Sustainability and manufacturing
The flax used by Svenskt Tenn in its textiles grows along the coast of the North Sea, between northern France and southern Holland. Both the climate and the soil here are ideal for cultivating flax. The company that supplies Svenskt Tenn with linen is also based here and has been in operation since 1864.
Already back in the late 1200s there were flax trading houses in Flanders. In the middle of the 1800s, no less than 71 per cent of the population in the city of Tielt was involved in the linen industry. Linen has been used for more than ten thousand years and is nature’s gift to man, not least because the entire flax plant can be put to use. The seed is turned into oil to colour and treat wood surfaces and the oil is also used in cosmetics. Linen fibres are used as sutures (surgical seams). Additionally, paper and fibre plates can be made from flax by- products. Most well known, however, is the flax that is turned into fabric. In this case, the stems are used and processed in various ways before they can be spun into thread and woven into linen, which is both durable and beautiful with its distinct texture.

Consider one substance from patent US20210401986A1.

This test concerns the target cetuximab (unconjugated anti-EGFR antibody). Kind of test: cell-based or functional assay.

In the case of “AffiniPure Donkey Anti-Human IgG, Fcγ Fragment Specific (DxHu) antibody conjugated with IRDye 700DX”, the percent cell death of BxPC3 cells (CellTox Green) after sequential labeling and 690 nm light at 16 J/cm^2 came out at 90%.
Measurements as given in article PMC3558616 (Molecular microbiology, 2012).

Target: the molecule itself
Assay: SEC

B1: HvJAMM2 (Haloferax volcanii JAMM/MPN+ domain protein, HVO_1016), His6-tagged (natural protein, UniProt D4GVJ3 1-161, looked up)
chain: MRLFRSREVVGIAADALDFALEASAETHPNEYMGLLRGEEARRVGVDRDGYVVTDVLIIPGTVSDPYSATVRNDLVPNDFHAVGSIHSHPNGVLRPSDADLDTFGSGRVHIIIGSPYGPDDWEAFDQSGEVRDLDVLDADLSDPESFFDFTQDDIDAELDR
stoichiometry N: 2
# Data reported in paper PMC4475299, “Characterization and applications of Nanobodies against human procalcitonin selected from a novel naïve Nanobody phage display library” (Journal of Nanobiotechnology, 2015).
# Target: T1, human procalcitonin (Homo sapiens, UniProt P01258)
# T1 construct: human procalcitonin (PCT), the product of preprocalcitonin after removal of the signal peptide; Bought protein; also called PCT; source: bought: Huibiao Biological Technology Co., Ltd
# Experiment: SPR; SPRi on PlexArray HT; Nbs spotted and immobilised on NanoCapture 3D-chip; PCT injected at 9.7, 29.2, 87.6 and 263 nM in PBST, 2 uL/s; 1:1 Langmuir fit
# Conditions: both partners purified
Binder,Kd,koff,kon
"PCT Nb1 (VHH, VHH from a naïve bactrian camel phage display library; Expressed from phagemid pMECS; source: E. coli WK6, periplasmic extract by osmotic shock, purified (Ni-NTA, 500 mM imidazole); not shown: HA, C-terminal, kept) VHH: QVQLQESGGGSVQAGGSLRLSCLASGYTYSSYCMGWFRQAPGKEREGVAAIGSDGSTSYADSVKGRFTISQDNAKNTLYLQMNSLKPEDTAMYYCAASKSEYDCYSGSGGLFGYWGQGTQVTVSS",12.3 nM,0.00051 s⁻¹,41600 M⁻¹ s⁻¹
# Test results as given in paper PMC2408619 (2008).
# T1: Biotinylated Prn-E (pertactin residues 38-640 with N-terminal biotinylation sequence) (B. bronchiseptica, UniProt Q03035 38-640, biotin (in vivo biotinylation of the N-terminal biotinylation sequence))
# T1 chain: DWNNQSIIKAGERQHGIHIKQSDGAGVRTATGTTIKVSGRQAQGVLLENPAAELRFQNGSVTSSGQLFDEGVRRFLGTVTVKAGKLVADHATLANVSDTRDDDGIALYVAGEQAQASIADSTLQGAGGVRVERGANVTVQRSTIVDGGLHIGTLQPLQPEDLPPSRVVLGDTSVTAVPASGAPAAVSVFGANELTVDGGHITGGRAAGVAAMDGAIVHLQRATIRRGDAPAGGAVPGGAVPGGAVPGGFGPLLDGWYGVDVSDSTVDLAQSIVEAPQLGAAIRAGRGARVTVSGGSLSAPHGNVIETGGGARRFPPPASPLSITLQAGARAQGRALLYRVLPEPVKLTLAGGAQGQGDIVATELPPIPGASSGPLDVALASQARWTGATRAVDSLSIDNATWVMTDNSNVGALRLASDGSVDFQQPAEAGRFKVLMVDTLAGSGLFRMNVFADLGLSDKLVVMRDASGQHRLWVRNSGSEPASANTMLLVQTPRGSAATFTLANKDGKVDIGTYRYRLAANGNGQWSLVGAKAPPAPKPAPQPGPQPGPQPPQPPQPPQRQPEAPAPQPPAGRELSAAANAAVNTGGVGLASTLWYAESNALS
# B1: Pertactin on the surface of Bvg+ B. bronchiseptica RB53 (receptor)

Flax grows quickly and naturally. It takes just one hundred days from sowing to harvest and flax doesn’t need to be watered, fertilised or sprayed. Svenskt Tenn’s suppliers work with so-called dew retting of the stems. It is a process whereby the fibres are extracted naturally, without adding water.
Since 2014, Svenskt Tenn’s linen supplier has reached the silver level in accordance with the Cradle-to-Cradle philosophy (C2C) for all of the steps in the process right up to the weaving of the linen. C2C is a holistic design approach, which aims to close material cycles of different kinds. Already on the drawing board it is important to think through what and how the product will be manufactured so that it can be reused and recycled in an optimal way. Everything is done to be as gentle as possible when it comes to the impact on humans and the environment.
Industrial spinning and weaving of linen have a minimal impact on the environment. Svenskt Tenn’s supplier, which wants to be at the forefront of these efforts, has been running its mill in a carbon-neutral way since 2014, due to its use of wind power.
Sustainability in focus
Read more about Svenskt Tenn's Sustainability Philosophy below.